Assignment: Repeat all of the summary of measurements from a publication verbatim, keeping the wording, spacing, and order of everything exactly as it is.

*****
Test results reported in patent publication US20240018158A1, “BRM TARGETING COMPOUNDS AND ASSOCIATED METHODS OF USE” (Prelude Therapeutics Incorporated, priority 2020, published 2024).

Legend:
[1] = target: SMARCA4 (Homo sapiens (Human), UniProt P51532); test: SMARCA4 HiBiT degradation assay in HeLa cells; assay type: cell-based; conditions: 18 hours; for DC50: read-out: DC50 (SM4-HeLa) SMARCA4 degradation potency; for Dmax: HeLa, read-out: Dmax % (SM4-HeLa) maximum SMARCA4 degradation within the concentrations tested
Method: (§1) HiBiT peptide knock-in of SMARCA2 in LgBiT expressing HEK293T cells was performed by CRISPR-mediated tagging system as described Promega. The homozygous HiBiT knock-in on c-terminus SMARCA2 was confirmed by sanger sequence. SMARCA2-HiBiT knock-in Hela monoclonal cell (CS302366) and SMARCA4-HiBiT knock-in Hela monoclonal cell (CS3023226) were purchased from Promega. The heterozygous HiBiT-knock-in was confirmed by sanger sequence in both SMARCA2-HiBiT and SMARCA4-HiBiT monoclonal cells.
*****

Test results reported in patent publication US20240018158A1, “BRM TARGETING COMPOUNDS AND ASSOCIATED METHODS OF USE” (Prelude Therapeutics Incorporated, priority 2020, published 2024).

Legend:
[1] = target: SMARCA4 (Homo sapiens (Human), UniProt P51532); test: SMARCA4 HiBiT degradation assay in HeLa cells; assay type: cell-based; conditions: 18 hours; for DC50: read-out: DC50 (SM4-HeLa) SMARCA4 degradation potency; for Dmax: HeLa, read-out: Dmax % (SM4-HeLa) maximum SMARCA4 degradation within the concentrations tested
Method: (§1) HiBiT peptide knock-in of SMARCA2 in LgBiT expressing HEK293T cells was performed by CRISPR-mediated tagging system as described Promega. The homozygous HiBiT knock-in on c-terminus SMARCA2 was confirmed by sanger sequence. SMARCA2-HiBiT knock-in Hela monoclonal cell (CS302366) and SMARCA4-HiBiT knock-in Hela monoclonal cell (CS3023226) were purchased from Promega. The heterozygous HiBiT-knock-in was confirmed by sanger sequence in both SMARCA2-HiBiT and SMARCA4-HiBiT monoclonal cells.